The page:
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I am writing a molecular dynamics simulation and some kernels will be computed with CUDA. I started my code with a plain CPU implementation utilizing some c++11 features. Now that I have to add some CUDA code I have to use compilers that don't support c++11 features (gcc <= 4.6).

In my makefile I am creating objects from all cpp-files separately and linking them all together in the end. Furthermore my code is split up in a way that it would be possible to compile parts without CUDA with a "modern" compiler and the rest (utilizing CUDA) with an older compiler.

My question now is, if this is okay or if I would/could run into problems with this way?

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Quick note: you can actually use more recent versions of gcc with CUDA (e.g. I am using gcc 4.7.2 with CUDA 5.0). However, as you said, you will not be able to use C++11 features in the code handled by nvcc. – BenC Apr 17 '13 at 8:52
    
As far as I know this involves modifying a CUDA header file, but I do not have write-access to those files on clusters. – vivaeltopo Apr 17 '13 at 8:59
    
Yes, that is a good setup. I use it for all my code (not because of C++11 though, but to be free to combine my host code with any libraries that might not interact well with CUDA's preprocessing). – tera Apr 17 '13 at 9:21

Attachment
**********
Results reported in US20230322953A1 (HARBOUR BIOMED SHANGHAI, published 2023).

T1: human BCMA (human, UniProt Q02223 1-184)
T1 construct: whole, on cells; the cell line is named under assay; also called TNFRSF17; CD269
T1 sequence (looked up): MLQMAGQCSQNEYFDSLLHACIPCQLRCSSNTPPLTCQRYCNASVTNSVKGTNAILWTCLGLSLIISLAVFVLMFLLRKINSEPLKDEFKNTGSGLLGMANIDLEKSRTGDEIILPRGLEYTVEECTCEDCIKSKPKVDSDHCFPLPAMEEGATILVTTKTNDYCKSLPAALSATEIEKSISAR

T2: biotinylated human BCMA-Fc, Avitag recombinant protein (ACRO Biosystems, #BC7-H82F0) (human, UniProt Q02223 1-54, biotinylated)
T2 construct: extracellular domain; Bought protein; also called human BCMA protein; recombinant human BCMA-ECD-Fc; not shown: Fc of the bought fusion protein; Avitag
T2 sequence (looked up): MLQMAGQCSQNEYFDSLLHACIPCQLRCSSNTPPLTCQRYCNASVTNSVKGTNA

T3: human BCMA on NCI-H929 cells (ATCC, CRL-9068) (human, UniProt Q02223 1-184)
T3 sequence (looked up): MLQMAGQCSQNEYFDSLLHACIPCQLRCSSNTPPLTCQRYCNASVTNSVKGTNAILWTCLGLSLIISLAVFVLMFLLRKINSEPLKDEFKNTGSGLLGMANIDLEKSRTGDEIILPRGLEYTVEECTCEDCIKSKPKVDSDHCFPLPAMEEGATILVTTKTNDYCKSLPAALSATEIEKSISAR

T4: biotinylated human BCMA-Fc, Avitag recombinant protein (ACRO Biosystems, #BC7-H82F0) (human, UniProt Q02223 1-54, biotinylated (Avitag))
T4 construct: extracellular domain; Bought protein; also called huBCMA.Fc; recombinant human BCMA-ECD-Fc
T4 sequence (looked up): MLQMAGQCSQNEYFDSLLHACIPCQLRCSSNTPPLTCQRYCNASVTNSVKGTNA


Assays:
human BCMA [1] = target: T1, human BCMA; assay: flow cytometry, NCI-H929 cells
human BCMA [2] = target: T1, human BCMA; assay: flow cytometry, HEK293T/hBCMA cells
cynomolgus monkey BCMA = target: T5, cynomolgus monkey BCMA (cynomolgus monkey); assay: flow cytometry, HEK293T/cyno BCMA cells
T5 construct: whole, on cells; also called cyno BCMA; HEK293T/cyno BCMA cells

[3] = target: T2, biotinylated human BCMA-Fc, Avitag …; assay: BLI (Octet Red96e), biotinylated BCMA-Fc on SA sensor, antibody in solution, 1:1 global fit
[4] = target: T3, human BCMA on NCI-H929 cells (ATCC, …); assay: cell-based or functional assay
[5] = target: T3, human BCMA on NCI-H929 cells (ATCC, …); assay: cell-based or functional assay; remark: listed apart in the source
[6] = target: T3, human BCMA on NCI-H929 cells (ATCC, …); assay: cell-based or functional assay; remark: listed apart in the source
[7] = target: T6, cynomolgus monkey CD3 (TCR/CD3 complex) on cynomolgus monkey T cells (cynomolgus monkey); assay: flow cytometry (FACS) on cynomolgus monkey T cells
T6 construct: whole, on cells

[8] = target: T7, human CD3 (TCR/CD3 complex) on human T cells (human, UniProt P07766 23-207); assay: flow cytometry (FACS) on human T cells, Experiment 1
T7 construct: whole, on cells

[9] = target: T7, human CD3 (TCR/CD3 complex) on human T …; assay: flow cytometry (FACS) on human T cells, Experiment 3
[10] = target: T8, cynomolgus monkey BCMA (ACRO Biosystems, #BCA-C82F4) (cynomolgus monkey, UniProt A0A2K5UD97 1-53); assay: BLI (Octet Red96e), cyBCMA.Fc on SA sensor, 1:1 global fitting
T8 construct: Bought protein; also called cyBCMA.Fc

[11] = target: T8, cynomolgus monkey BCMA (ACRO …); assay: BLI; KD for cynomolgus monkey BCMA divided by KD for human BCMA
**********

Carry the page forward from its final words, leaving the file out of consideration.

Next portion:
@tera Okay thanks, good to know. I didn't know if this was the "right way" to do it. – vivaeltopo Apr 17 '13 at 9:33

I don't know about Cuda, but what I know is that linking C++98 and C++11 object files together is highly dangerous because template instantiations are emitted only once into the final executable. The point is, that the ABI might have changed.

I've once run into this issue with std::complex<double>::real() and g++. One of the two instantiations returned a pointer to a double, the other the double istelf. The linker emitted only one of the two instantiations (the one returning doubles directly) into the final executable and the calling C++98-code subsequently mistook doubles as pointers, resulting in a segfault.

For why this happened, just have a look into <complex>: Depending on wheter __cplusplus >= 201103L or not, real() is either declared this way:

constexpr _Tp real();

or this way:

const _Tp& real() const { return _M_real; }

I doubt that there are more examples than just std::complex around.

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